Details: 2020 saw a global push for government-imposed crackdowns that are threatening a new era of tech-enabled censorship. Protocol takes a look at the top policy issues to watch — both in the U.S. and abroad — in the coming year:
The global competition crackdown
"When it comes to antitrust enforcement, tech companies are getting hit from all angles: a trend that is certain to continue throughout the new year."
US broadband implementation
"A longtime staple of tech industry wishlists, the digital divide might actually begin to close in earnest this year thanks to the $65 billion in broadband funding set aside in the bipartisan infrastructure bill. That includes $42.45 billion for states to build out new broadband networks, as well as $14.2 billion in monthly discounts for low-income Americans, $2.75 billion for digital literacy programs and $2 billion for rural broadband construction."
The race against China
"The Senate scored a major bipartisan victory in 2021 with the passage of the U.S. Innovation and Competition Act, which included more than $200 billion in funding for science and tech research, chip manufacturing and more....There are also ongoing efforts inside the White House to form a global front to stand up to authoritarian uses of the internet by countries like China."
Post-Privacy Shield deal-making
"The U.S. and EU are still trying to come to an agreement on transcontinental data transfers in the wake of 2020’s monumental Schrems II decision. That ruling invalidated the Privacy Shield framework, which had enabled companies to transfer data between the U.S. and EU for years. Ever since, all U.S. companies that handle European data — but particularly tech companies that handle a whole lot of it — have been hanging in the balance."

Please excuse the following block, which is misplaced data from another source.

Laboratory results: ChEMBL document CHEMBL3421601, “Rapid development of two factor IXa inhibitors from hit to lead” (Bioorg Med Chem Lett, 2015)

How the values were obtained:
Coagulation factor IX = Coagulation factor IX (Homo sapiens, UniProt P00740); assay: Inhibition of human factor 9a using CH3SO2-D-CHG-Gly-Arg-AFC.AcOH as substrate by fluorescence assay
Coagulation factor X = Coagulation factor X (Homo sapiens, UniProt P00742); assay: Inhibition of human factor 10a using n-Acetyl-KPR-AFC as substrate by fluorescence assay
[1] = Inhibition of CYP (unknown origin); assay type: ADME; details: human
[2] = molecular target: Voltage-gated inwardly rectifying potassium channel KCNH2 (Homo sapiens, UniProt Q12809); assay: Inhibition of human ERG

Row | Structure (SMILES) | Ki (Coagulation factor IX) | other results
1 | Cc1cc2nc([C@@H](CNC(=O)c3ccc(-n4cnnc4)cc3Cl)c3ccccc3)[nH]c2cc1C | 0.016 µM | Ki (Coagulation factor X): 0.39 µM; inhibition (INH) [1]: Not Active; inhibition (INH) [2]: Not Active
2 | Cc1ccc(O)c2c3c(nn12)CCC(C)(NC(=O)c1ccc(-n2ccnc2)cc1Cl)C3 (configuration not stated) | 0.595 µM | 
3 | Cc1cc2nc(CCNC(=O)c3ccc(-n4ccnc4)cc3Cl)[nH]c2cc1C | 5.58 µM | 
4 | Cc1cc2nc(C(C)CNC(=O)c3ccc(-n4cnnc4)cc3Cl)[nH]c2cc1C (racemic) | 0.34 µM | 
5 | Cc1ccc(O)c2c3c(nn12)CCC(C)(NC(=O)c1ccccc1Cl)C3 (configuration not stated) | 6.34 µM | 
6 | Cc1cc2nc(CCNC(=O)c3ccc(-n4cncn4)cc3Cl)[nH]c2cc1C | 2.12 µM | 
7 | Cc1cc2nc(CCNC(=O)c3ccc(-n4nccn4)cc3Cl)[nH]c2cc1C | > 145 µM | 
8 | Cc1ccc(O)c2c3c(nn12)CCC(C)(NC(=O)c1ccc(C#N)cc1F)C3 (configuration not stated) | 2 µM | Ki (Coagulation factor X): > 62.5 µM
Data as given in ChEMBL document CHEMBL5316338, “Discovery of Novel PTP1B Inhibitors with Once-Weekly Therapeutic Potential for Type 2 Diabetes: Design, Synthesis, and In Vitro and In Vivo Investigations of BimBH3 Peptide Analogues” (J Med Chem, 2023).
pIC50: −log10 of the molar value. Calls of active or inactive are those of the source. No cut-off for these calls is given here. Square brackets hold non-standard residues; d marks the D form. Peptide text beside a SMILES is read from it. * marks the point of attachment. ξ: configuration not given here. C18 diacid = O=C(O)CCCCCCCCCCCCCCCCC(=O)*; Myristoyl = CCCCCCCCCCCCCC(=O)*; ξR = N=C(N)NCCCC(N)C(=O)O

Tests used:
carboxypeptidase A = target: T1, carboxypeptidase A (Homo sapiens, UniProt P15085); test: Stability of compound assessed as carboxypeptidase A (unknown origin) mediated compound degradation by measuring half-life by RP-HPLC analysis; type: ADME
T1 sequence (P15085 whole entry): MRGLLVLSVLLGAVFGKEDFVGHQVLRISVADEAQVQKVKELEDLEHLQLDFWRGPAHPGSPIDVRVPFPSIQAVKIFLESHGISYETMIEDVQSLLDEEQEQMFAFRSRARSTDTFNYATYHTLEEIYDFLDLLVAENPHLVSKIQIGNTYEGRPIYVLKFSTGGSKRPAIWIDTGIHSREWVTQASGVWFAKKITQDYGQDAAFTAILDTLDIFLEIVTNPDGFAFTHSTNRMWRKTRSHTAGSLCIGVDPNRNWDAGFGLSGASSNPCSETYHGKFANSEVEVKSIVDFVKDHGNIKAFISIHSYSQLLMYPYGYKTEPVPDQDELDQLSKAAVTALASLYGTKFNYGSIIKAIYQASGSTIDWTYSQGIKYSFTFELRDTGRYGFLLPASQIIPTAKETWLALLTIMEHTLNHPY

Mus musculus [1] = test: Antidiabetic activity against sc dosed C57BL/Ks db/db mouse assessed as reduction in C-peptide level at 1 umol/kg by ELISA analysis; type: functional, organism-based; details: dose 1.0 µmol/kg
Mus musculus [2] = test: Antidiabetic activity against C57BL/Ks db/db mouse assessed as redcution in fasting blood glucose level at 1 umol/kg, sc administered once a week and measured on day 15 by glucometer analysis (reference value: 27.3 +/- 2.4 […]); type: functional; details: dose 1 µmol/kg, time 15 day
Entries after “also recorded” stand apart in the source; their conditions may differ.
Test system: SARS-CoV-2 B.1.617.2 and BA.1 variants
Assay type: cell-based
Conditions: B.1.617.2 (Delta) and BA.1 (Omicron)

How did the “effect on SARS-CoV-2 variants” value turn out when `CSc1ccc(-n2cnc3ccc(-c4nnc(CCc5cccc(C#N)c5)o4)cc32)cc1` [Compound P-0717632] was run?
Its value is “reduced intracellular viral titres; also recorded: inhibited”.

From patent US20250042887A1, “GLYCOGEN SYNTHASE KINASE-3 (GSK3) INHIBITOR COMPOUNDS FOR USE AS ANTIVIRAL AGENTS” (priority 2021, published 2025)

The ‘AI Bill of Rights’
"In 2021, the White House Office of Science and Technology Policy announced it intended to draft what it’s calling an AI Bill of Rights to “clarify the rights and freedoms we expect data-driven technologies to respect.” To do that, the office put out a request for information on how biometric data is being used. The office plans to use that information to develop this bill of rights over the course of 2022."
State privacy laws come into focus
"This is usually the part of the year-end roundup where we tell you that this, yes this, is the year for a federal privacy law. But honestly? We’ve been wrong about that before, so at the risk of repeating history, we’ll focus on where the action really is: the states....In 2022, California’s newly created privacy agency will have to promulgate rules and regulations related to the California Privacy Rights Act, the successor to the California Consumer Privacy Act, which passed in 2018. The new CPRA law gives widespread power to this agency to define regulations around concepts like 'automated decision-making' and 'cybersecurity.'"